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Shoulder Instability

Shoulder Instability

Shoulder instability refers to a condition where the shoulder joint is not able to maintain its normal position and can dislocate or partially dislocate, which can cause pain and limit the shoulder's ability to move.




The shoulder joint is a complex joint, and there are several important structures that provide stability to the shoulder, including the labrum (a rim of cartilage that surrounds the socket of the shoulder joint), the capsule (a tissue that surrounds and supports the joint), and the rotator cuff (a group of muscles and tendons that support the shoulder and help to lift the arm).




The most common mechanism of injury for shoulder dislocation is a traumatic event, such as a fall or a blow to the shoulder. During a shoulder dislocation, the humeral head (the ball at the top of the arm bone) is forced out of the shoulder socket, which can cause damage to the surrounding structures.

The most common structures injured during shoulder dislocation are the labrum and the capsule. These injuries can be treated with a combination of physical therapy, pain management, and, in some cases, surgery.


Physical therapy for shoulder instability aims to improve the strength, stability, and range of motion of the shoulder joint. The specific exercises and techniques used will depend on the type and severity of the shoulder instability.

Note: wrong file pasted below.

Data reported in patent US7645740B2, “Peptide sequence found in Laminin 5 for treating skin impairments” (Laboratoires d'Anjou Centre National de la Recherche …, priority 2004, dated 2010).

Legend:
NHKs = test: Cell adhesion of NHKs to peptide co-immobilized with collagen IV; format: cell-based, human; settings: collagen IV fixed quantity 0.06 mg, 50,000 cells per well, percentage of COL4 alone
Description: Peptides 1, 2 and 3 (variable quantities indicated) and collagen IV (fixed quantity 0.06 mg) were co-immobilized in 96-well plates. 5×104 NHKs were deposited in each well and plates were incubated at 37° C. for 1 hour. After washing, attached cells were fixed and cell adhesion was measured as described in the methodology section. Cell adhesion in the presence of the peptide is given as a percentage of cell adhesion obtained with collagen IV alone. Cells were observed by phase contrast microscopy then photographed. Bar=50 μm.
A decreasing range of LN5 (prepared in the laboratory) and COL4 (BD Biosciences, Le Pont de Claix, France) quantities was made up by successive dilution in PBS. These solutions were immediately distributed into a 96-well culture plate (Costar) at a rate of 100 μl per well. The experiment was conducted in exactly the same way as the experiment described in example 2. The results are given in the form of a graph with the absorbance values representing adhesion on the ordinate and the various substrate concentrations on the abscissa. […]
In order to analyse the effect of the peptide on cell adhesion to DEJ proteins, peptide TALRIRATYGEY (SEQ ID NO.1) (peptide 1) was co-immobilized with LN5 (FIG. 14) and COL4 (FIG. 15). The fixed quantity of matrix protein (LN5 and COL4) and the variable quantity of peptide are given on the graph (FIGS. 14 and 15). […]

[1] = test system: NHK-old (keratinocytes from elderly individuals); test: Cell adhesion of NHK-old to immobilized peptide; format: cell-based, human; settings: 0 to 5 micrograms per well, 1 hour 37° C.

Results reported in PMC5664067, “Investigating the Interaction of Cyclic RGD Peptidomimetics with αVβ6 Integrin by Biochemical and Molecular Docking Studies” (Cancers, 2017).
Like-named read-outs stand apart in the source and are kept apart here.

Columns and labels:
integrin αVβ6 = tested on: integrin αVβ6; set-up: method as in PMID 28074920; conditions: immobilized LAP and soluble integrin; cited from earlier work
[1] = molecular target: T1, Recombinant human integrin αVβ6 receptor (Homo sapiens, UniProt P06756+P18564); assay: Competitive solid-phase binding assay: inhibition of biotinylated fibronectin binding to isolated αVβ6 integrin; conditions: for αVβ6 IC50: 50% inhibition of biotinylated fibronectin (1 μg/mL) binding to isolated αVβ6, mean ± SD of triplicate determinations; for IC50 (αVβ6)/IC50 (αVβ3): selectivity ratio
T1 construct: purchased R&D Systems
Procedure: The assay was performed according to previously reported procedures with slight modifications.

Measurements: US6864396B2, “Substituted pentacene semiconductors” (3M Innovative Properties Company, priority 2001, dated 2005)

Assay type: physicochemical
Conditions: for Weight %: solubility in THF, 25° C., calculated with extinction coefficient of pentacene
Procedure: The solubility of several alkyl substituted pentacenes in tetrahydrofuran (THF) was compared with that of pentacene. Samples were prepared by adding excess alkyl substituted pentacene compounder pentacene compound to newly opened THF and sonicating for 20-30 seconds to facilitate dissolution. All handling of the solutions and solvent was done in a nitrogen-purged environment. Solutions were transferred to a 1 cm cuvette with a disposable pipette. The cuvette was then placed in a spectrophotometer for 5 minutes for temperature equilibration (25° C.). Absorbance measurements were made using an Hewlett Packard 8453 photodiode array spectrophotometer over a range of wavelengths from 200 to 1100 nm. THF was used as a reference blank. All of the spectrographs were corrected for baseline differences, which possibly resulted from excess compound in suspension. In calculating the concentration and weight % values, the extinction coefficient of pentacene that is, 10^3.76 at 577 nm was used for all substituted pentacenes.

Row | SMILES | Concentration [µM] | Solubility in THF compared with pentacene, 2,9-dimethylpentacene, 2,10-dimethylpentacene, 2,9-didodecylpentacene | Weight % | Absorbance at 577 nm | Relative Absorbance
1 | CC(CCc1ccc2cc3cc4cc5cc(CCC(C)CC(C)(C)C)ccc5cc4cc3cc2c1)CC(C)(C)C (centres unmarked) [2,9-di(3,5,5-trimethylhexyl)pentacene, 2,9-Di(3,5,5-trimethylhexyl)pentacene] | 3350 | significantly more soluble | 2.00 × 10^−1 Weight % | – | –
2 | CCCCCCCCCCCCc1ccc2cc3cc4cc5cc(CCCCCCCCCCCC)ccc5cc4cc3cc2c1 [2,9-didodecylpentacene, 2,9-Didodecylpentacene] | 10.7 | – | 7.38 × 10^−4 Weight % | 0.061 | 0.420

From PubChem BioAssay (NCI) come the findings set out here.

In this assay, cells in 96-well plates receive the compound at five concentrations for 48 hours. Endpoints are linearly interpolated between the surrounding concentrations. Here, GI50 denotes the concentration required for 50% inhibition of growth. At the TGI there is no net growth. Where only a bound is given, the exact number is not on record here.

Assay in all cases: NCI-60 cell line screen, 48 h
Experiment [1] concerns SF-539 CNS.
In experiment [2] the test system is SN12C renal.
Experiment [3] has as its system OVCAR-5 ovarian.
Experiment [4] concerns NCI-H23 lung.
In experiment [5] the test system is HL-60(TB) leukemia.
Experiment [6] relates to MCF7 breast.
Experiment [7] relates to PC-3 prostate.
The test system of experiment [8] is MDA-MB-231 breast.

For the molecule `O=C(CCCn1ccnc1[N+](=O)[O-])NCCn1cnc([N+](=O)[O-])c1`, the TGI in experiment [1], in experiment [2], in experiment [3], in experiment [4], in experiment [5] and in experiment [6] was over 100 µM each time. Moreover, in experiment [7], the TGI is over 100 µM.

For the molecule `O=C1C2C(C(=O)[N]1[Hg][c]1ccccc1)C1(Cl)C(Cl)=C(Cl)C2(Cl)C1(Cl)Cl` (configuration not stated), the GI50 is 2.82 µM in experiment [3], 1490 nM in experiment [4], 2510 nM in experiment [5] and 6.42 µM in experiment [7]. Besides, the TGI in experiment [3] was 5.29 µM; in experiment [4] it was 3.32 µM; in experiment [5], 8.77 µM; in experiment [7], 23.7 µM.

Physical therapy often consists of Strengthening the muscles that support the shoulder joint, which can help improve its stability. Your physical therapist may recommend exercises that target the rotator cuff, scapular stabilizers, and other muscles in the shoulder girdle.

Overall, the goal of therapy for shoulder instability is to help you regain full function and reduce the risk of future injury. Your physical therapist will develop a customized treatment plan based on your specific needs and goals.  If there is persistent instability despite physical therapy, surgery is often the next option.



There are many types of surgery for shoulder instability, the two most often described are; arthroscopic shoulder labral repair surgery and open coracoid transfer shoulder surgery.

Arthroscopic shoulder labral repair surgery involves the use of a small camera and instruments inserted through small incisions in the shoulder to repair the labrum and other damaged structures. This type of surgery is less invasive than open surgery and typically has a shorter recovery time.

Open coracoid transfer shoulder surgery involves making a larger incision in the shoulder and transferring a small piece of bone (the coracoid) to the front of the shoulder joint to provide additional stability. This type of surgery is more invasive than arthroscopic surgery and typically has a longer recovery time.  The coracoid transfer is reserved for failure of the arthroscopic procedures, or in patients with glenoid (socket) bone loss.

After surgery, recovery typically involves a period of rest and immobilization, followed by physical therapy to help regain strength and range of motion in the shoulder. The length of the recovery period will depend on the type and extent of surgery, as well as the individual's overall health and other factors.  Typical recovery can range from 3-6 months.

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